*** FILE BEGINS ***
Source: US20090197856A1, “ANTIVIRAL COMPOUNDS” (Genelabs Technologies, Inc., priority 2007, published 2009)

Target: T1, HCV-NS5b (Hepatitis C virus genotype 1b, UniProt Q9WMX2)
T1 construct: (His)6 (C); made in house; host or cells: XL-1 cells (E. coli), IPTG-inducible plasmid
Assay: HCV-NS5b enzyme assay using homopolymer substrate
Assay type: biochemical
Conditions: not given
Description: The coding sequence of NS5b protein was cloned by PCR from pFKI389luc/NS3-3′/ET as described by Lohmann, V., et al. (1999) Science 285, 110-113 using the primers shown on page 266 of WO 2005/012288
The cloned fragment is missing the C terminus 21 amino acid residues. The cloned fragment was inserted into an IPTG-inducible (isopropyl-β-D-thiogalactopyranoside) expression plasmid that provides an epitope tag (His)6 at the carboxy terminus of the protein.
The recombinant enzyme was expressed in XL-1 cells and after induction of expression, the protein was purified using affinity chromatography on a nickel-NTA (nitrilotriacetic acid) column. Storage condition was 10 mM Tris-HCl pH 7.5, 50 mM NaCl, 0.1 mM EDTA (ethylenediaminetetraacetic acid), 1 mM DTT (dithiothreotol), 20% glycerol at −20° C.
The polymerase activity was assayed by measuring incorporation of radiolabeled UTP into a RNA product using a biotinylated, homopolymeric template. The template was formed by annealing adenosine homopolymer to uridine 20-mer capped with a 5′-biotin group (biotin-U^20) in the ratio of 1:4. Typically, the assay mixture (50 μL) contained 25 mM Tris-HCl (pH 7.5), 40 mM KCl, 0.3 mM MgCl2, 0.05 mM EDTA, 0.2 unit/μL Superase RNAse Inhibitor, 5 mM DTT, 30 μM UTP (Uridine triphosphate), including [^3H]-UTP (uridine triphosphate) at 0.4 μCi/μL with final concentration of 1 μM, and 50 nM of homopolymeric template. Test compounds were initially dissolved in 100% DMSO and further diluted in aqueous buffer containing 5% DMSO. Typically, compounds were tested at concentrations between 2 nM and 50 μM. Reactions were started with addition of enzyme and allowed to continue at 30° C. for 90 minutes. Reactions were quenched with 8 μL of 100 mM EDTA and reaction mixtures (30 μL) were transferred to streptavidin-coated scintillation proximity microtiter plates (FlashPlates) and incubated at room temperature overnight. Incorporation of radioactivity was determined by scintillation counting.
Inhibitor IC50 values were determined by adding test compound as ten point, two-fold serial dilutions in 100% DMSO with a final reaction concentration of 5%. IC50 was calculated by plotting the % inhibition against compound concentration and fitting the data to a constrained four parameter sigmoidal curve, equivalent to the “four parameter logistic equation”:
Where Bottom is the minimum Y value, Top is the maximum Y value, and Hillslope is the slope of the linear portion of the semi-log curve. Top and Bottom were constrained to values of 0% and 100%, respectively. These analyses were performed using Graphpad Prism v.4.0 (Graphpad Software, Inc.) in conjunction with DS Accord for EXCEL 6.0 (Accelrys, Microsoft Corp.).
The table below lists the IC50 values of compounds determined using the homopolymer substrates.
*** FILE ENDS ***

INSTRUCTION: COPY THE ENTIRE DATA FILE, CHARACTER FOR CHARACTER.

Source: US20090197856A1, “ANTIVIRAL COMPOUNDS” (Genelabs Technologies, Inc., priority 2007, published 2009)

Target: T1, HCV-NS5b (Hepatitis C virus genotype 1b, UniProt Q9WMX2)
T1 construct: (His)6 (C); made in house; host or cells: XL-1 cells (E. coli), IPTG-inducible plasmid
Assay: HCV-NS5b enzyme assay using homopolymer substrate
Assay type: biochemical
Conditions: not given
Description: The coding sequence of NS5b protein was cloned by PCR from pFKI389luc/NS3-3′/ET as described by Lohmann, V., et al. (1999) Science 285, 110-113 using the primers shown on page 266 of WO 2005/012288
The cloned fragment is missing the C terminus 21 amino acid residues. The cloned fragment was inserted into an IPTG-inducible (isopropyl-β-D-thiogalactopyranoside) expression plasmid that provides an epitope tag (His)6 at the carboxy terminus of the protein.
The recombinant enzyme was expressed in XL-1 cells and after induction of expression, the protein was purified using affinity chromatography on a nickel-NTA (nitrilotriacetic acid) column. Storage condition was 10 mM Tris-HCl pH 7.5, 50 mM NaCl, 0.1 mM EDTA (ethylenediaminetetraacetic acid), 1 mM DTT (dithiothreotol), 20% glycerol at −20° C.
The polymerase activity was assayed by measuring incorporation of radiolabeled UTP into a RNA product using a biotinylated, homopolymeric template. The template was formed by annealing adenosine homopolymer to uridine 20-mer capped with a 5′-biotin group (biotin-U^20) in the ratio of 1:4. Typically, the assay mixture (50 μL) contained 25 mM Tris-HCl (pH 7.5), 40 mM KCl, 0.3 mM MgCl2, 0.05 mM EDTA, 0.2 unit/μL Superase RNAse Inhibitor, 5 mM DTT, 30 μM UTP (Uridine triphosphate), including [^3H]-UTP (uridine triphosphate) at 0.4 μCi/μL with final concentration of 1 μM, and 50 nM of homopolymeric template. Test compounds were initially dissolved in 100% DMSO and further diluted in aqueous buffer containing 5% DMSO. Typically, compounds were tested at concentrations between 2 nM and 50 μM. Reactions were started with addition of enzyme and allowed to continue at 30° C. for 90 minutes. Reactions were quenched with 8 μL of 100 mM EDTA and reaction mixtures (30 μL) were transferred to streptavidin-coated scintillation proximity microtiter plates (FlashPlates) and incubated at room temperature overnight. Incorporation of radioactivity was determined by scintillation counting.
Inhibitor IC50 values were determined by adding test compound as ten point, two-fold serial dilutions in 100% DMSO with a final reaction concentration of 5%. IC50 was calculated by plotting the % inhibition against compound concentration and fitting the data to a constrained four parameter sigmoidal curve, equivalent to the “four parameter logistic equation”:
Where Bottom is the minimum Y value, Top is the maximum Y value, and Hillslope is the slope of the linear portion of the semi-log curve. Top and Bottom were constrained to values of 0% and 100%, respectively. These analyses were performed using Graphpad Prism v.4.0 (Graphpad Software, Inc.) in conjunction with DS Accord for EXCEL 6.0 (Accelrys, Microsoft Corp.).
The table below lists the IC50 values of compounds determined using the homopolymer substrates.